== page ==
WCHA Agrees to Add Alabama-Huntsville
CHN Staff Report
Alabama-Huntsville's precarious status as an independent program will change as of next year. The WCHA voted today at a league meeting to admit the Chargers to the conference in time for the 2013-14 season. The meeting was held in conjunction with the NCAA Convention in Dallas.
The move brings the WCHA to 10 teams for the 2013-14 season, which is a year of historic change throughout college hockey, one that had, until now, left Alabama-Huntsville behind.
“The WCHA is delighted to have reached in principle an agreement to officially welcome University of Alabama in Huntsville into the Association family as a full-time men’s member," WCHA commissioner Bruce McLeod and Minnesota State president Richard Davenport said in a joint statement. "This is a significant day for the Chargers, the community of Huntsville, the conference itself, and college hockey in general. Growing the game and assisting developing programs however possible has always been a charge of the WCHA and this is another positive evolution in our history."
The powerful WCHA as its known today will be broken up into three conferences as of next season. In March 2011, the future formation of the Big Ten, which includes WCHA members Wisconsin and Minnesota, was announced. That was the impetus for the creation of the NCHC, announced in July 2011, a league composed of higher-end teams currently in the WCHA and CCHA. That group includes North Dakota, Colorado College, Denver, Nebraska-Omaha, Minnesota-Duluth and St. Cloud State.
With the WCHA and CCHA left without numerous powerful programs, the remnants of the two leagues agreed to form a new-look WCHA as of next season.
Meanwhile, UAH has been without a conference since the CHA disbanded three years ago. As a result, the program has suffered, and was at one time destined to be eliminated before it was resurrected by a new president during last season. The program has continued to struggle, however, and changed coaches in the offseason, going to Kurt Kleinendorst, but still has just one win so far.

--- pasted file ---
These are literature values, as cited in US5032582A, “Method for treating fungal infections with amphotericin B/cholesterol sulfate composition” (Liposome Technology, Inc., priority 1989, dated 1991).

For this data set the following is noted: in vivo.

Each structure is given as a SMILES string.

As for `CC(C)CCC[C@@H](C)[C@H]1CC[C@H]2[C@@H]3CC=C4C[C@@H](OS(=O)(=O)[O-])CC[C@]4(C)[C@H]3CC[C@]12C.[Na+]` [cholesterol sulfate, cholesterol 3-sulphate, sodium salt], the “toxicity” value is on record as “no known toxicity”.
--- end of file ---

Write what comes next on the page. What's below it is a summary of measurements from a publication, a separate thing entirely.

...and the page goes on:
The hope is that moving to a stable conference will help UAH get back on its feet.
“We’re pleased that our ice hockey team is going to have the opportunity to compete and grow in a NCAA Division I conference," UAH president Robert Altenkirch, the person responsible for bringing the program back from the scrap heap, said in a statement. "We believe that our affiliation with the Western Collegiate Hockey Association will be a tremendous boost to our recruiting, scheduling and our ability to be competitive on the ice.
“We want to thank the WCHA and its member institutions for their confidence in allowing us to be a part of their conference. Their affirmative vote will invigorate our ability to maintain our great hockey tradition.”
The WCHA has long been considered the only logical option for Alabama-Huntsville, with other conferences full, or committed to a higher profile, or, such as with Atlantic Hockey, unwilling to make the travel commitment required to have UAH as a member.
The WCHA will face its own challenges with so many top-end programs having departed. The conference will now comprise most of the former Division II schools within the CCHA and WCHA, as well as both Alaska schools and Bowling Green. It will consist of a number of former powerhouses that haven't tasted glory in a long time.
As of next year, the official lineup for the WCHA will be Alaska-Anchorage, Alaska, Minnesota State, Ferris State, Lake Superior State, Northern Michigan, Michigan Tech, Bowling Green, Bemidji State and Alabama-Huntsville.